Appeal from the Order of October 4, 1984, in the Court of Common Pleas of Philadelphia County, Criminal Division, at No. Misc. No. 849 133321.
Richard A. Sprague, Philadelphia, for appellant.
Kathleen A. McDonnell, Assistant District Attorney, Philadelphia, for Commonwealth, appellee.
Brosky, McEwen and Hester, JJ. McEwen, J., files a dissenting opinion.
[ 351 Pa. Super. Page 468]
Appellant appeals from the trial court's denial of his petition to expunge the record of his 1954 armed robbery conviction. We agree with the trial court that the relevant precedent of this Commonwealth requires the denial of appellant's petition.*fn1 Accordingly, we affirm.
On December 1, 1954, appellant pleaded guilty to armed robbery and was sentenced to one and one-half to five years imprisonment. In April, 1956, he was paroled after serving
[ 351 Pa. Super. Page 469]
his minimum and remained on parole throughout the balance of his five-year sentence. He has not been involved in criminal activity since that time.
Appellant has been employed by the Society for the Prevention of Cruelty to Animals (SPCA) since 1961, rising from a kennel keeper to the position of shelter supervisor. In that position he supervises fifty employees, retains the authority to hire and fire, maintains budgetary responsibilities, and participates in the formation of SPCA policy. In 1984, appellant received a gubernatorial pardon for reasons other than innocence.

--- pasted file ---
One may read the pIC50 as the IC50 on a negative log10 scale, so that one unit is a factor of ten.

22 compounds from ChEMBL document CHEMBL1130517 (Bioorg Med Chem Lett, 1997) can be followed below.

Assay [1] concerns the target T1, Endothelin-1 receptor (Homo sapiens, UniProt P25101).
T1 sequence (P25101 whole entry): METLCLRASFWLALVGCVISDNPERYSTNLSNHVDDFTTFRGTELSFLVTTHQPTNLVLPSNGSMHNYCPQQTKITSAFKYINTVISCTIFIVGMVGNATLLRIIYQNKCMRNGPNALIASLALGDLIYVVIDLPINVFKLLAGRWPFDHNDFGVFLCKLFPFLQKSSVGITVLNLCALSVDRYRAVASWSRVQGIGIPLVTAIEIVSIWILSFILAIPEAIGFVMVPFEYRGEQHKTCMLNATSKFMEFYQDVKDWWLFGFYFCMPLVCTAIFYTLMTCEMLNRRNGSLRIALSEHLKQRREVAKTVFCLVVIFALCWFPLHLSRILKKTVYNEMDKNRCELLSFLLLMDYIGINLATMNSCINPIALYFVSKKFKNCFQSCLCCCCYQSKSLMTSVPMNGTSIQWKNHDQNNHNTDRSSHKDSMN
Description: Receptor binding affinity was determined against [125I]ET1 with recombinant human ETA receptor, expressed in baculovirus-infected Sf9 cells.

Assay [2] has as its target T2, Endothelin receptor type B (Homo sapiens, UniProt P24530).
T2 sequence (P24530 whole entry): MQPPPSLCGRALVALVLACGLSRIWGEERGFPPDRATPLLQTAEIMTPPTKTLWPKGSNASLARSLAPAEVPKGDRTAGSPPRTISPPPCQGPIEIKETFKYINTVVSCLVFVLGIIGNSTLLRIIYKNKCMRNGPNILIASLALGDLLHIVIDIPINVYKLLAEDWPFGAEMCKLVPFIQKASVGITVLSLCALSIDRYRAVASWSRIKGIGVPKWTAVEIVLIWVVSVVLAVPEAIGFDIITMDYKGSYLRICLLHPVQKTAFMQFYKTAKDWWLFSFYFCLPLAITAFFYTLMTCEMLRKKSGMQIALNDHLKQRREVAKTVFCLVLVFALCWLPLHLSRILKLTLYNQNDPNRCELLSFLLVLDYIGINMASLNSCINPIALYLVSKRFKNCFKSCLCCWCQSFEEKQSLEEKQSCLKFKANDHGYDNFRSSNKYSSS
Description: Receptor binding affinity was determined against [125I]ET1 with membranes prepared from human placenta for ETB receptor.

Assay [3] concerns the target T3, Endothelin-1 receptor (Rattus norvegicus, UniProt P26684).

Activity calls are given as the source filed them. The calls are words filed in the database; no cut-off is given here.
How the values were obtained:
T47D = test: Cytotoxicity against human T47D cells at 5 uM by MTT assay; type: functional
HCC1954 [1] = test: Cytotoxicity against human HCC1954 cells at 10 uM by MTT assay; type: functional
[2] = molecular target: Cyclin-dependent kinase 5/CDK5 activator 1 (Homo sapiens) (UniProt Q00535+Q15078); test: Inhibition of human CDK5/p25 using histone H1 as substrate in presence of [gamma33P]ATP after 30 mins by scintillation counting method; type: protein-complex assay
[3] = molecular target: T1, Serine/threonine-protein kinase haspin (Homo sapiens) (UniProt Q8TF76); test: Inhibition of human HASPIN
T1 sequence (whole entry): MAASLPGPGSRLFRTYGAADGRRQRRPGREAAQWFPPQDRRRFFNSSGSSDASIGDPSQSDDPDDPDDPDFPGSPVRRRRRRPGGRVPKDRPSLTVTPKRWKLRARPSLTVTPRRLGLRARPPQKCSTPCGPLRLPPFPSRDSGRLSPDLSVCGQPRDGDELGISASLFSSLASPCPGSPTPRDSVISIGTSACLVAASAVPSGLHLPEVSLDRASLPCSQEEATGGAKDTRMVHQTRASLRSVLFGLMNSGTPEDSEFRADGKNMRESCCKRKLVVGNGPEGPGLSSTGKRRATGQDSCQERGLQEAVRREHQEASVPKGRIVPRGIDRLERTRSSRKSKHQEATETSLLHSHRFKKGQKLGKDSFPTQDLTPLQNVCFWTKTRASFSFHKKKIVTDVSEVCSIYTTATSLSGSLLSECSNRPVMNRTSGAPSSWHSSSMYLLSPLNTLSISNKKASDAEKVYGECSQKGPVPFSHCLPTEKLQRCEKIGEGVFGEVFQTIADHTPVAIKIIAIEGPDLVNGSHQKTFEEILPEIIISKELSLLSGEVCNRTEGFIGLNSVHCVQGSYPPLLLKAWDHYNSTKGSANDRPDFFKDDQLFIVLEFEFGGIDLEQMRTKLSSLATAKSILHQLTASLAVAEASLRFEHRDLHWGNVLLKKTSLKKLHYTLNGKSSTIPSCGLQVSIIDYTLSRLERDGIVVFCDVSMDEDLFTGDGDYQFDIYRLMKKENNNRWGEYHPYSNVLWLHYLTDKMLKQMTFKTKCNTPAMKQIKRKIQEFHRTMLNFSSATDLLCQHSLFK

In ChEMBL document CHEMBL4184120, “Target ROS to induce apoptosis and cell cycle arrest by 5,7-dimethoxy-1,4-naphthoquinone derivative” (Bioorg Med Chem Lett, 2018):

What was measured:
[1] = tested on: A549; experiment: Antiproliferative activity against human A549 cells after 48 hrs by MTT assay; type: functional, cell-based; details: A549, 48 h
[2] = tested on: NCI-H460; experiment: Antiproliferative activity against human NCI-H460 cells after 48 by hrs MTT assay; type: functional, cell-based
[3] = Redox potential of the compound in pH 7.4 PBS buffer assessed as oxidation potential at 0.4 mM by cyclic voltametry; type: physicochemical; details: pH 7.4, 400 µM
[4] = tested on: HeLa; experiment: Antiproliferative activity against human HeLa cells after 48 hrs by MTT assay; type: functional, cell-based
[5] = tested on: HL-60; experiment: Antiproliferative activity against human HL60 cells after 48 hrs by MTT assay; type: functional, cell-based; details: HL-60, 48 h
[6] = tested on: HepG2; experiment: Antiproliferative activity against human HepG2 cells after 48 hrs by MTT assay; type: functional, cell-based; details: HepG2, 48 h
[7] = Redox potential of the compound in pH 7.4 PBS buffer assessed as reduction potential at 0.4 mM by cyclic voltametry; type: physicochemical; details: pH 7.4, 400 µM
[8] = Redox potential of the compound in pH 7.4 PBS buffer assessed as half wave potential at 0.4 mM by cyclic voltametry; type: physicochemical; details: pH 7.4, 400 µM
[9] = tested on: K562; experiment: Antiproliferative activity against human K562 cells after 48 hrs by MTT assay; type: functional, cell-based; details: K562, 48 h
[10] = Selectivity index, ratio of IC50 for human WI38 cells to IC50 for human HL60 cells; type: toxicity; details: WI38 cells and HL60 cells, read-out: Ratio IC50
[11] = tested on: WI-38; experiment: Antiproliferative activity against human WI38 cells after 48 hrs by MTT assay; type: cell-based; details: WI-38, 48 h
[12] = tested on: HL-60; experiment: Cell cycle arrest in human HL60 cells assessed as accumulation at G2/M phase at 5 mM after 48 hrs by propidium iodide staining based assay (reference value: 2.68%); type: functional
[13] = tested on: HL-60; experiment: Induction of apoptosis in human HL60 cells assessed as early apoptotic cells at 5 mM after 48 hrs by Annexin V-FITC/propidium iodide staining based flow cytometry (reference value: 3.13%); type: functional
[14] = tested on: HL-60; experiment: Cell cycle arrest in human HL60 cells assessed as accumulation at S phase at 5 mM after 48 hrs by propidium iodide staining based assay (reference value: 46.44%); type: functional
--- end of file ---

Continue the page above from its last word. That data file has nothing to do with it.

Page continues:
Appellant argues that the trial court's reliance upon Commonwealth v. Homison, 253 Pa. Super. 486, 385 A.2d 443 (1978), was error because that case was decided incorrectly. In the alternative he claims that Homison is distinguishable and thus not controlling. Finally, he asserts that cases decided subsequent to Homison mandate expungement in this matter.
The law of this Commonwealth is clear. Rehabilitation and post-conviction accomplishments are not grounds for expungement of the record of a criminal conviction. Commonwealth v. Magdon, 310 Pa. Super. 84, 456 A.2d 194 (1983). Further, "[t]he grant of a pardon (for reasons other than innocence) by the Governor of our state does not entitle one who has been convicted of a crime to expunction of his criminal record." Commonwealth v. Binder, 267 Pa. Super. 558, 559-60, 407 A.2d 50, 51 (1979), citing Commonwealth v. Homison, supra.
We do not agree with appellant that Homison is no longer controlling. It is true that Magdon suggested that the recourse for an aggrieved convict, whose record curtails employment opportunities, is to apply for relief from the Board of Pardons. It does not necessarily follow, however, that a pardon is grounds for expungement. The Magdon court may have simply intimated that a ...